Giving details of Lakhbir’s post-mortem, Virender Singh, DySP, Law and Order, Sonipat, said: “His hand was chopped off, one foot was also cut, but it was not separated, and he had injuries all over, most of them inflicted by a sharp-edged weapon.”
DySP Singh said Sarabjit told them he saw Lakhbir running away from Gurdwara Saheb of Moya Mandiwale, when he was caught by a group of people. “Sarabjit says he then took the sword of an accomplice and hacked the victim’s hand for his act of sacrilege. The sword is yet to be recovered.”
Police said Sarabjit had named four people and several unidentified persons, including Nihang Sikhs. “We sought Sarabjit’s remand to arrest them from various locations in Punjab, including Gurdaspur and Chamkaur Saheb,” the officer said.
Sarabjit had appeared before the media Friday, claiming to have “punished” Lakhbir for the “desecration”. While the Nihangs claimed he had “surrendered”, police said Sarabjit had been “arrested”. He was escorted by Nihang Sikhs amidst chants of Bole So Nihal before he was taken away.
Lovepreet said there was no caste angle to his father Narain’s actions. “We are Rangreta Sikhs (Dalits). Sarabjit Singh is also a Rangreta Sikh. My father is head of the Bhai Baz Singh Taran Misl, which dates back to Baba Banda Singh Bahadur in the 18th century. This misl is of Rangrata Sikhs… This act was against sacrilege. Police and governments have failed to stop sacrilege.”
Senior police officers have reportedly conveyed to the Nihangs that “there will be no compromise on law and order”. Separately, the district administration has pressed upon farmer organisations the need to identify the perpetrators and hand them over to police.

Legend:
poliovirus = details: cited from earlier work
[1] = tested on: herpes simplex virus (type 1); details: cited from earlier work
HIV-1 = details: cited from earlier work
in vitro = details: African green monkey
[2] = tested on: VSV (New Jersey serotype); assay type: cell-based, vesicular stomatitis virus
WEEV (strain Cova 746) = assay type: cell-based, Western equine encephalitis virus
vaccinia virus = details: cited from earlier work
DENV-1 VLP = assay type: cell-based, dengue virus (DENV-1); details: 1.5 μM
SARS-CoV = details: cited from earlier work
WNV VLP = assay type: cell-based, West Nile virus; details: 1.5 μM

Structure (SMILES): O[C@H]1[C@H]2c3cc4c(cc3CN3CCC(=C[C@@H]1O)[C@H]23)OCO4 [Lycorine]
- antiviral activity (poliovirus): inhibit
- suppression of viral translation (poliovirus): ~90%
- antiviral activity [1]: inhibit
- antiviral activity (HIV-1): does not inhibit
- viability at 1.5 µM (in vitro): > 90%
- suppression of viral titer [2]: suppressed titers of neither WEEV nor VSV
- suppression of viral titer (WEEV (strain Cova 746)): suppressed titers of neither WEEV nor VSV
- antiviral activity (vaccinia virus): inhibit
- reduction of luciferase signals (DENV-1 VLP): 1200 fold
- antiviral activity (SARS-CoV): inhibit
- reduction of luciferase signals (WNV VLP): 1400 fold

Khattar, who has vowed strictest action against those guilty, said Saturday: “What happened was very sad and condemnable.” Saying the investigation would reveal the truth, the CM asked the SKM to match its words with action. If they are distancing themselves from the incident, Khattar said, they must “completely break away from the Nihangs. Then we can say that the SKM has fulfilled its part.”
Chautala also questioned the SKM. “Although one person has taken responsibility for the crime, there are around 40 heads of different organisations at Singhu border who should also take responsibility… It is only on the directions of these 40 leaders that those people are camping at Singhu border.”
Senior Haryana Congress leaders, including Bhupinder Singh Hooda, Randeep Singh Surjewala and Kumari Selja, kept their silence on the matter.
The reticence is due to the Nihang claim of desecration of the Sikh holy book being behind Lakhbir’s killing.
A senior officer who is part of the investigations said: “Confronting the Nihangs, barging into their tents to pick them up, is not advisable at this stage. Other channels are being used to identify those responsible and pressure is being put on farmer organisations and Nihang groups to hand them over to avoid any confrontation.”